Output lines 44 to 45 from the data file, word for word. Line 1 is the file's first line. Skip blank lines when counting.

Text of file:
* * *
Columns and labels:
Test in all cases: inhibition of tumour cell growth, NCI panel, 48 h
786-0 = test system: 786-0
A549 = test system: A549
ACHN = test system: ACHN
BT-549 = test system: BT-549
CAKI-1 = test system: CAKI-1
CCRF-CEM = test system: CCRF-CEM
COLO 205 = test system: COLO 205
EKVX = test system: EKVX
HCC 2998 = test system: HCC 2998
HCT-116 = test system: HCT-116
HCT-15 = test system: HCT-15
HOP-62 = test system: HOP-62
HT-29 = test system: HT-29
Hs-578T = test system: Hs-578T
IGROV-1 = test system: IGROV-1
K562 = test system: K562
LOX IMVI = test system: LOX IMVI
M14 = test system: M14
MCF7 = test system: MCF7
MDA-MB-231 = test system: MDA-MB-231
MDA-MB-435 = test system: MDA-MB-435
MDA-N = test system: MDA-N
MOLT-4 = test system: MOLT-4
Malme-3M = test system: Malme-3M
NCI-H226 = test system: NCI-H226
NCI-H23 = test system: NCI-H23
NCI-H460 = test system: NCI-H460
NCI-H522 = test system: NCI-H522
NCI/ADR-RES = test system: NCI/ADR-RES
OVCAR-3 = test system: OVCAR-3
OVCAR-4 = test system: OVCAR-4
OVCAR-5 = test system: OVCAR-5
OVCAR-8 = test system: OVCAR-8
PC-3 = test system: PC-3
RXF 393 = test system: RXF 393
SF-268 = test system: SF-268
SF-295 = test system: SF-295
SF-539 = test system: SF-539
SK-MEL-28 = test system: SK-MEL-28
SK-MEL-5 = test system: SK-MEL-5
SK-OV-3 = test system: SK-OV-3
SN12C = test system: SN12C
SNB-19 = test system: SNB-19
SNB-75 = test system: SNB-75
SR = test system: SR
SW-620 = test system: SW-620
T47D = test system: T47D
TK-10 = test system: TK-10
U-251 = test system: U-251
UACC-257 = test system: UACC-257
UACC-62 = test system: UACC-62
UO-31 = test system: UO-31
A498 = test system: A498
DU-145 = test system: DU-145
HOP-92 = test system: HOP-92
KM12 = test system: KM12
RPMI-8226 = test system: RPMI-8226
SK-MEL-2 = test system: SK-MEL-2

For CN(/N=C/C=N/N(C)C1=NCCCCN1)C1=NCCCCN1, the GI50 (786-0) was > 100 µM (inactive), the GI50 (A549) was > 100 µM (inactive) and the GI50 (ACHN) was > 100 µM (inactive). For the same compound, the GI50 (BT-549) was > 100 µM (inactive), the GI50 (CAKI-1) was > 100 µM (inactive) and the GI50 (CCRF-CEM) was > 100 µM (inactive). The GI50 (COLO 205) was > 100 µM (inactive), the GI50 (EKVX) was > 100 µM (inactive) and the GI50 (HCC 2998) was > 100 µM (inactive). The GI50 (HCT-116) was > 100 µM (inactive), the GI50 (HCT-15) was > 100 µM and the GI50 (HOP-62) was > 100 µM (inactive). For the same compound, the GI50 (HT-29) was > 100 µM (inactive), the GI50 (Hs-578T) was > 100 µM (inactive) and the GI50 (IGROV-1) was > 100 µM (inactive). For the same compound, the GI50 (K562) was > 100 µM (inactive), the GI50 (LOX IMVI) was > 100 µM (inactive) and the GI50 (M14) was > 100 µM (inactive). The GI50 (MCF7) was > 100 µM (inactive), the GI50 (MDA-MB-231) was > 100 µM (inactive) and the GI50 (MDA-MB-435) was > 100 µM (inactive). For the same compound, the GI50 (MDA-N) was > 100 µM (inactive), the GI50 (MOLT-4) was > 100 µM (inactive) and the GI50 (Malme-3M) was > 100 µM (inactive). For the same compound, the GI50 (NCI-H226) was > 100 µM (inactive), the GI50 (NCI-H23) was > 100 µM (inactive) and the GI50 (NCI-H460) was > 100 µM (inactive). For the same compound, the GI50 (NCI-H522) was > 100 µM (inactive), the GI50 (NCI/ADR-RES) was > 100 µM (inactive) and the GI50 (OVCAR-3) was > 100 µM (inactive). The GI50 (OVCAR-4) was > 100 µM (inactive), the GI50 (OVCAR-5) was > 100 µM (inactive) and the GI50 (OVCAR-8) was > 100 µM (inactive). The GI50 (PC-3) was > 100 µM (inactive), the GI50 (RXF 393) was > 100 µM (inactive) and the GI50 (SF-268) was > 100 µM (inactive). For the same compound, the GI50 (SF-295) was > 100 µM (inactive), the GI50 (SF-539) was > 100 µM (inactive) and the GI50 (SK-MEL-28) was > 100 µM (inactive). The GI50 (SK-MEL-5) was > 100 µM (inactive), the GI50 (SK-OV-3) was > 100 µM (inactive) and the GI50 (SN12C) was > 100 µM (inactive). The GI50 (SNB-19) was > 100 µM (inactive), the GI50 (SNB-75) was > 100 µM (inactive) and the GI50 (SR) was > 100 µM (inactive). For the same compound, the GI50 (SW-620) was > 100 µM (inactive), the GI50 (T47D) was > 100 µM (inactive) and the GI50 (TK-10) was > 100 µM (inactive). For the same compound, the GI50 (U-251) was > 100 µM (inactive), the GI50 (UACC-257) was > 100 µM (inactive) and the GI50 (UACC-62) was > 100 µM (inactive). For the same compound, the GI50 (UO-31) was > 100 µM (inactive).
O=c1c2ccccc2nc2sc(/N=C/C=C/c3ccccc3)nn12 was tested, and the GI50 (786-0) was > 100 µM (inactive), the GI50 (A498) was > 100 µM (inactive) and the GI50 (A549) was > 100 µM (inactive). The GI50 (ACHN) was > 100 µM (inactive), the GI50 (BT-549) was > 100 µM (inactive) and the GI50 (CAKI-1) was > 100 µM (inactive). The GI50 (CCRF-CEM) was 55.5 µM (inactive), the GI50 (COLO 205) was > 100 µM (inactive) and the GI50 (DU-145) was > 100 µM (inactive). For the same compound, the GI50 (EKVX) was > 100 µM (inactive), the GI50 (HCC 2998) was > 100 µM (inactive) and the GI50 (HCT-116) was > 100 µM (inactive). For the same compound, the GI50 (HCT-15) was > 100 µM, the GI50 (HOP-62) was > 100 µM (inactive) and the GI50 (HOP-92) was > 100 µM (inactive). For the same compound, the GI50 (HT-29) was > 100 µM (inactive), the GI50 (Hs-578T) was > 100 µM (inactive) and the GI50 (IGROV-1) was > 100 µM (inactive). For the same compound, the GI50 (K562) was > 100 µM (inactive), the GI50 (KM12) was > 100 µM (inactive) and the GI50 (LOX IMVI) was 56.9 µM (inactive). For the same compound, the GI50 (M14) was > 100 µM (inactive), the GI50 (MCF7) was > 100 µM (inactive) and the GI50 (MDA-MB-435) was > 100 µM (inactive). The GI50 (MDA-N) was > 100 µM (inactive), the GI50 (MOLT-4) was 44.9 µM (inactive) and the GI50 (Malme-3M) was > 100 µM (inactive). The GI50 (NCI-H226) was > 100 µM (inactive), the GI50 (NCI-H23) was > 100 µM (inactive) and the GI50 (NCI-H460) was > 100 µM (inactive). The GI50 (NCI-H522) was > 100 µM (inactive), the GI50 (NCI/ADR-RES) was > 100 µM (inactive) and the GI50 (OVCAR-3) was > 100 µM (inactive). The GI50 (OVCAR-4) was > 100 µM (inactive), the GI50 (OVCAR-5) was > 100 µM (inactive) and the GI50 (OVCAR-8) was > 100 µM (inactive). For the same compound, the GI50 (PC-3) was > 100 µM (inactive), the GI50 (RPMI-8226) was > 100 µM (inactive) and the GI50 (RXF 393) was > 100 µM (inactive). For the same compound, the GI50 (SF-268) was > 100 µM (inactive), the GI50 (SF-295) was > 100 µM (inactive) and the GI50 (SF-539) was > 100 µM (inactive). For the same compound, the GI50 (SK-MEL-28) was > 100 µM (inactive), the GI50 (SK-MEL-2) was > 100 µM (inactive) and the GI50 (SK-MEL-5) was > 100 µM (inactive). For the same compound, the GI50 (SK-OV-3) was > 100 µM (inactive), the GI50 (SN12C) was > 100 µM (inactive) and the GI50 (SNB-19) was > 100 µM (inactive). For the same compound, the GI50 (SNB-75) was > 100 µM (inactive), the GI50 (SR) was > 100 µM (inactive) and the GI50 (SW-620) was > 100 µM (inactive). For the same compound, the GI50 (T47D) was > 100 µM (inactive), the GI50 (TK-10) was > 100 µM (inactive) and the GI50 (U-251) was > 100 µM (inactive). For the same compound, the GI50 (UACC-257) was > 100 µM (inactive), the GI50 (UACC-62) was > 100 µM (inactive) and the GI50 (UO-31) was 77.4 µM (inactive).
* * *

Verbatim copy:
SN12C = test system: SN12C
SNB-19 = test system: SNB-19